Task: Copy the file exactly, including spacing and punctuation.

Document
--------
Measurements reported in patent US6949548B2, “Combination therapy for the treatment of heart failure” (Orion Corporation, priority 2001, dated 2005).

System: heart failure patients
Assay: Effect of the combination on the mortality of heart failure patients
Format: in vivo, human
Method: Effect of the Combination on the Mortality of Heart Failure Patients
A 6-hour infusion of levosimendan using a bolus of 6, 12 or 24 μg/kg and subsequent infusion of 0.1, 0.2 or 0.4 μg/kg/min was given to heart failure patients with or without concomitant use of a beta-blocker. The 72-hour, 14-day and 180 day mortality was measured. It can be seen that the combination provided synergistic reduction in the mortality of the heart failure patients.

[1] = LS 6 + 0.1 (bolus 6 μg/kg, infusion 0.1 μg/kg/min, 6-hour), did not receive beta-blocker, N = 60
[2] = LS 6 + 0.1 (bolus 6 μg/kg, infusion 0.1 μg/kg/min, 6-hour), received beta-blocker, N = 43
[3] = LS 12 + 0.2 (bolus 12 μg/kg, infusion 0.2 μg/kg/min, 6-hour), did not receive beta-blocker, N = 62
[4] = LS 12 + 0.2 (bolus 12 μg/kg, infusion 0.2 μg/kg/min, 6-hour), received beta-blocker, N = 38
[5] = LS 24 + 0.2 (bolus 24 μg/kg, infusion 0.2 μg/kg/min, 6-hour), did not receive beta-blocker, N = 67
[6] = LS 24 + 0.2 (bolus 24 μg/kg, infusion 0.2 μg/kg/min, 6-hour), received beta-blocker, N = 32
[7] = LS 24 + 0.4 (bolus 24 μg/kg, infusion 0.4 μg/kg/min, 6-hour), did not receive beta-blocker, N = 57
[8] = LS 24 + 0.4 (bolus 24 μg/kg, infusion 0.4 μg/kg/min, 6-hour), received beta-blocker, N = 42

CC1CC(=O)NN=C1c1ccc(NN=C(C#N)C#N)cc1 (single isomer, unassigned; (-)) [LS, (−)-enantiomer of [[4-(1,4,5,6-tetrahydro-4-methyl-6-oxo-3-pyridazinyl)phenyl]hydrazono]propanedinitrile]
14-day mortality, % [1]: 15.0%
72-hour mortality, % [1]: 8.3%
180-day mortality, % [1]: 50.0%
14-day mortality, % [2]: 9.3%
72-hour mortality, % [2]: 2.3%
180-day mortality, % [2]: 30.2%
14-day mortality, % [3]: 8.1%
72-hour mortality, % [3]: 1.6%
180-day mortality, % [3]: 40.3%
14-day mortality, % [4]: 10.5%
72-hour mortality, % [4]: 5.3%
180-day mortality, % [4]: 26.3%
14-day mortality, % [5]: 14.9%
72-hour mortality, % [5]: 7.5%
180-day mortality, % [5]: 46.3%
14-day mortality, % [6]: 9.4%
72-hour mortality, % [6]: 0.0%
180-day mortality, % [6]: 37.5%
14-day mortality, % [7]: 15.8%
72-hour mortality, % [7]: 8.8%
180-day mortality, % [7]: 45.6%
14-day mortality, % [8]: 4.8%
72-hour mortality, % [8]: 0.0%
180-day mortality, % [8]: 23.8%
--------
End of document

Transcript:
Measurements reported in patent US6949548B2, “Combination therapy for the treatment of heart failure” (Orion Corporation, priority 2001, dated 2005).

System: heart failure patients
Assay: Effect of the combination on the mortality of heart failure patients
Format: in vivo, human
Method: Effect of the Combination on the Mortality of Heart Failure Patients
A 6-hour infusion of levosimendan using a bolus of 6, 12 or 24 μg/kg and subsequent infusion of 0.1, 0.2 or 0.4 μg/kg/min was given to heart failure patients with or without concomitant use of a beta-blocker. The 72-hour, 14-day and 180 day mortality was measured. It can be seen that the combination provided synergistic reduction in the mortality of the heart failure patients.

[1] = LS 6 + 0.1 (bolus 6 μg/kg, infusion 0.1 μg/kg/min, 6-hour), did not receive beta-blocker, N = 60
[2] = LS 6 + 0.1 (bolus 6 μg/kg, infusion 0.1 μg/kg/min, 6-hour), received beta-blocker, N = 43
[3] = LS 12 + 0.2 (bolus 12 μg/kg, infusion 0.2 μg/kg/min, 6-hour), did not receive beta-blocker, N = 62
[4] = LS 12 + 0.2 (bolus 12 μg/kg, infusion 0.2 μg/kg/min, 6-hour), received beta-blocker, N = 38
[5] = LS 24 + 0.2 (bolus 24 μg/kg, infusion 0.2 μg/kg/min, 6-hour), did not receive beta-blocker, N = 67
[6] = LS 24 + 0.2 (bolus 24 μg/kg, infusion 0.2 μg/kg/min, 6-hour), received beta-blocker, N = 32
[7] = LS 24 + 0.4 (bolus 24 μg/kg, infusion 0.4 μg/kg/min, 6-hour), did not receive beta-blocker, N = 57
[8] = LS 24 + 0.4 (bolus 24 μg/kg, infusion 0.4 μg/kg/min, 6-hour), received beta-blocker, N = 42

CC1CC(=O)NN=C1c1ccc(NN=C(C#N)C#N)cc1 (single isomer, unassigned; (-)) [LS, (−)-enantiomer of [[4-(1,4,5,6-tetrahydro-4-methyl-6-oxo-3-pyridazinyl)phenyl]hydrazono]propanedinitrile]
14-day mortality, % [1]: 15.0%
72-hour mortality, % [1]: 8.3%
180-day mortality, % [1]: 50.0%
14-day mortality, % [2]: 9.3%
72-hour mortality, % [2]: 2.3%
180-day mortality, % [2]: 30.2%
14-day mortality, % [3]: 8.1%
72-hour mortality, % [3]: 1.6%
180-day mortality, % [3]: 40.3%
14-day mortality, % [4]: 10.5%
72-hour mortality, % [4]: 5.3%
180-day mortality, % [4]: 26.3%
14-day mortality, % [5]: 14.9%
72-hour mortality, % [5]: 7.5%
180-day mortality, % [5]: 46.3%
14-day mortality, % [6]: 9.4%
72-hour mortality, % [6]: 0.0%
180-day mortality, % [6]: 37.5%
14-day mortality, % [7]: 15.8%
72-hour mortality, % [7]: 8.8%
180-day mortality, % [7]: 45.6%
14-day mortality, % [8]: 4.8%
72-hour mortality, % [8]: 0.0%
180-day mortality, % [8]: 23.8%